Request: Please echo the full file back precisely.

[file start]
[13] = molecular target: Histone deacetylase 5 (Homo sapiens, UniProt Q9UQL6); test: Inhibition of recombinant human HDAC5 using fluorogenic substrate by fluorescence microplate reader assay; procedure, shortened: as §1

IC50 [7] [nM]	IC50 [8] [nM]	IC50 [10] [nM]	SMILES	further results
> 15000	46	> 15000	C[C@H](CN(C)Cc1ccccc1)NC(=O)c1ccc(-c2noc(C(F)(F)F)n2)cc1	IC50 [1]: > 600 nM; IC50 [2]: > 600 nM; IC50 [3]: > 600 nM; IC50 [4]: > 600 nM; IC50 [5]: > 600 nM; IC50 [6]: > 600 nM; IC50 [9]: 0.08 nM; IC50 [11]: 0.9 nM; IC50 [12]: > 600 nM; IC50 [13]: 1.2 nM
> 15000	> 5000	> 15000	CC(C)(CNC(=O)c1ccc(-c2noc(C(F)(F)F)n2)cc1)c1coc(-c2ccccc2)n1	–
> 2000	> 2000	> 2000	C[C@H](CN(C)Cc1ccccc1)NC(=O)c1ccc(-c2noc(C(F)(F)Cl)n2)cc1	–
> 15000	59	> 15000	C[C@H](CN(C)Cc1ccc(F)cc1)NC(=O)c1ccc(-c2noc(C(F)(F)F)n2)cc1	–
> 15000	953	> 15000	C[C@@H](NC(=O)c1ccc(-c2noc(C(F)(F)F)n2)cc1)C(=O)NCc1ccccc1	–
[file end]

[13] = molecular target: Histone deacetylase 5 (Homo sapiens, UniProt Q9UQL6); test: Inhibition of recombinant human HDAC5 using fluorogenic substrate by fluorescence microplate reader assay; procedure, shortened: as §1

IC50 [7] [nM]	IC50 [8] [nM]	IC50 [10] [nM]	SMILES	further results
> 15000	46	> 15000	C[C@H](CN(C)Cc1ccccc1)NC(=O)c1ccc(-c2noc(C(F)(F)F)n2)cc1	IC50 [1]: > 600 nM; IC50 [2]: > 600 nM; IC50 [3]: > 600 nM; IC50 [4]: > 600 nM; IC50 [5]: > 600 nM; IC50 [6]: > 600 nM; IC50 [9]: 0.08 nM; IC50 [11]: 0.9 nM; IC50 [12]: > 600 nM; IC50 [13]: 1.2 nM
> 15000	> 5000	> 15000	CC(C)(CNC(=O)c1ccc(-c2noc(C(F)(F)F)n2)cc1)c1coc(-c2ccccc2)n1	–
> 2000	> 2000	> 2000	C[C@H](CN(C)Cc1ccccc1)NC(=O)c1ccc(-c2noc(C(F)(F)Cl)n2)cc1	–
> 15000	59	> 15000	C[C@H](CN(C)Cc1ccc(F)cc1)NC(=O)c1ccc(-c2noc(C(F)(F)F)n2)cc1	–
> 15000	953	> 15000	C[C@@H](NC(=O)c1ccc(-c2noc(C(F)(F)F)n2)cc1)C(=O)NCc1ccccc1	–